A song for a song
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Finally, we conclude the song with the reminder that rape is not death. That even the idea of rape being the effective end of the life of the victim is deeply problematic. This understanding of rape reduces the entire existence and individuality of women to "jism ke dhaai inchon mein (two-and-a-half inches of the body)", and is precisely the logic that perpetrators function on when they choose to rape women to "teach them a lesson" or "show them their place". This notion is the cornerstone of any patriarchal understanding of women and is so widespread in our society that it is reflected in popular culture again and again, the most recently controversial of which has been Punjabi singer Honey Singh's grossly offensive music, such as the song "C***t".
Ours is a world where art is in thrall to the logic of markets. Any sensational, shock-value laden "product" that trades in existing stereotypes will be successful. This is a perverse culture that renders the role of the artist in a society obsolete by turning the artist into a vendor. Art must never be empty, instant entertainment. Because art, by looking beyond the obvious, can channel collective angst into a more constructive expression that can create a positive change.This is why the artist has a responsibility to oppose regressive works parading as popular culture. And thus, in the context of a land where violence against women is endemic, art that celebrates sexism and misogyny and glorifies masculinity in its most brutal form is regressive and ought to be questioned.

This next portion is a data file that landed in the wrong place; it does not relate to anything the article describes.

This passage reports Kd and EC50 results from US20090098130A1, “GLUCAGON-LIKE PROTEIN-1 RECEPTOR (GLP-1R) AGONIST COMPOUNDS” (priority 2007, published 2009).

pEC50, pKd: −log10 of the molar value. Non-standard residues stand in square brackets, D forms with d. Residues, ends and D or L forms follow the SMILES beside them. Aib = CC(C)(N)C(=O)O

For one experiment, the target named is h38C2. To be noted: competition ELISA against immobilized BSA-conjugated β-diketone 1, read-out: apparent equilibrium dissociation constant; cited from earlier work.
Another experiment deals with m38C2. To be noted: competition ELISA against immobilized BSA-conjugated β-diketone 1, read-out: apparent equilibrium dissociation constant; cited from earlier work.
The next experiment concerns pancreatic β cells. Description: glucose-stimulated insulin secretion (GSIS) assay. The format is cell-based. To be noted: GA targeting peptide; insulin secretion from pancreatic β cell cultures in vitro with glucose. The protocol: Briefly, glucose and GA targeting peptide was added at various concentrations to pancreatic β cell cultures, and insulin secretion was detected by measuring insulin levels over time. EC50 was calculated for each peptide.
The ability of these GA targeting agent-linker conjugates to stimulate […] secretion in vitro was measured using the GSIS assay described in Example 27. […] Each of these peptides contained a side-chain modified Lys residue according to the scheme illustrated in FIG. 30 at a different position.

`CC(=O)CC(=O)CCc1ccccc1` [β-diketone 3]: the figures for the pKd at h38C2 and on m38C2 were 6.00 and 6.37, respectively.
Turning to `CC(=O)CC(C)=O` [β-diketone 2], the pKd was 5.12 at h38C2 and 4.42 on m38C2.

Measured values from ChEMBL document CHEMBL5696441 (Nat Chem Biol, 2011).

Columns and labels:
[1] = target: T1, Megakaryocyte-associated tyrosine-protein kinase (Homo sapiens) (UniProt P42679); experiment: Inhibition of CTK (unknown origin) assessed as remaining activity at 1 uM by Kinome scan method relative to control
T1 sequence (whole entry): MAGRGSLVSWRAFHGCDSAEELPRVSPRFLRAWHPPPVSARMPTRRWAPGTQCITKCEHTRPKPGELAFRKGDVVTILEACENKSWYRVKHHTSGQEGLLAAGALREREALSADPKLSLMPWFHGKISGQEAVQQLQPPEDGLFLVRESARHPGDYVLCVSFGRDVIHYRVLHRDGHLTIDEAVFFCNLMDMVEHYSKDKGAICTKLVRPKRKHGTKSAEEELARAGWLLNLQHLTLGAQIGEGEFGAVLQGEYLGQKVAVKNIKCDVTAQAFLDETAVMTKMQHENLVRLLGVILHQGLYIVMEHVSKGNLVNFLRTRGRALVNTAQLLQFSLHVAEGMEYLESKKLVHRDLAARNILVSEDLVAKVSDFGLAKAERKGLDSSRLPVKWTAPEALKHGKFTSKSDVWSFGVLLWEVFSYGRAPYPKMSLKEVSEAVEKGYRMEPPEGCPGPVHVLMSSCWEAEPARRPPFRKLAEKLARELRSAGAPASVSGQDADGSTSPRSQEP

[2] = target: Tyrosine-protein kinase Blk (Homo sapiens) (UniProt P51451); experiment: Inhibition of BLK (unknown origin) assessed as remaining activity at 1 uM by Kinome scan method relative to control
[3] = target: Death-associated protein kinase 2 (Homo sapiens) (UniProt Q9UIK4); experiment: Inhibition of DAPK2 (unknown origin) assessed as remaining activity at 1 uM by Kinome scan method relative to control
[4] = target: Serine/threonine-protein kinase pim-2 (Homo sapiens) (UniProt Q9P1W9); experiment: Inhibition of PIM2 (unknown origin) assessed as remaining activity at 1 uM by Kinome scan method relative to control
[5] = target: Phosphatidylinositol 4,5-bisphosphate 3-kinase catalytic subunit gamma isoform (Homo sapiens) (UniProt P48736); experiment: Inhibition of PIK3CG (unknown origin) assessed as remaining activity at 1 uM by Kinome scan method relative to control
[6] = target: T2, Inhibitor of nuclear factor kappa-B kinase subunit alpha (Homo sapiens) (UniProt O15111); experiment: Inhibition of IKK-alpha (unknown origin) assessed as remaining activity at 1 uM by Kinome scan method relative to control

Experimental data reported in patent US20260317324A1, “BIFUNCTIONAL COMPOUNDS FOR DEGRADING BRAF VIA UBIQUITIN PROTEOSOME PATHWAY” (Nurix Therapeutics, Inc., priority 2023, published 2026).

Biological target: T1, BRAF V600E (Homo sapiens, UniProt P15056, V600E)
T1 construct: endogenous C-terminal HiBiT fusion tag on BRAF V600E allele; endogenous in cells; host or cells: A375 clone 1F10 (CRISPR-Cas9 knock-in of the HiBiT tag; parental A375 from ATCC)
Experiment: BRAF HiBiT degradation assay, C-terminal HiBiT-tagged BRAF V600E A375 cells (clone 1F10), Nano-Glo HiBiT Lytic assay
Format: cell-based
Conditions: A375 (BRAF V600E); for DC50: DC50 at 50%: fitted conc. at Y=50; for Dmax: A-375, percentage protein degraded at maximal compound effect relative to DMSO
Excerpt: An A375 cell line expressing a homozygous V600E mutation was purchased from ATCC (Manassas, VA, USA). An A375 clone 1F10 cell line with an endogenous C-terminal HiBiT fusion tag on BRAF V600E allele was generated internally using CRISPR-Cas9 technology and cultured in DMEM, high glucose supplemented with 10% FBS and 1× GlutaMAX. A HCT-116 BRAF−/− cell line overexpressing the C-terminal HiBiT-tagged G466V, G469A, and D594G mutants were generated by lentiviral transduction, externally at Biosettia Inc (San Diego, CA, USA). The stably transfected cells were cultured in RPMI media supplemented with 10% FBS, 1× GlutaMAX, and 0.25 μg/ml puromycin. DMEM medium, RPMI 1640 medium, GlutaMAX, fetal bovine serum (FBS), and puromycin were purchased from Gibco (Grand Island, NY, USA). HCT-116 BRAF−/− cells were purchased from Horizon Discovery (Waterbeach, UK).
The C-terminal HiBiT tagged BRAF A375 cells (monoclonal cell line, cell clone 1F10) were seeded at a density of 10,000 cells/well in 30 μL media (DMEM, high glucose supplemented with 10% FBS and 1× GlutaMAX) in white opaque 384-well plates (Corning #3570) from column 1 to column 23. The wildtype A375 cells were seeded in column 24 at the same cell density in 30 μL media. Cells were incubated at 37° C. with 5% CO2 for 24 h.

For every "C***t", we must create songs that celebrate and remember that "she" fought. That she was one and they were six but afraid she was not ("Vekh maayi nee main lad ke aayi, kalli o chhey par na darr ke aayi"). We must continue to fight, to challenge, to protest. Because only then will we be able to move from a perverse misogynist culture to one that empowers, both in art and in life.
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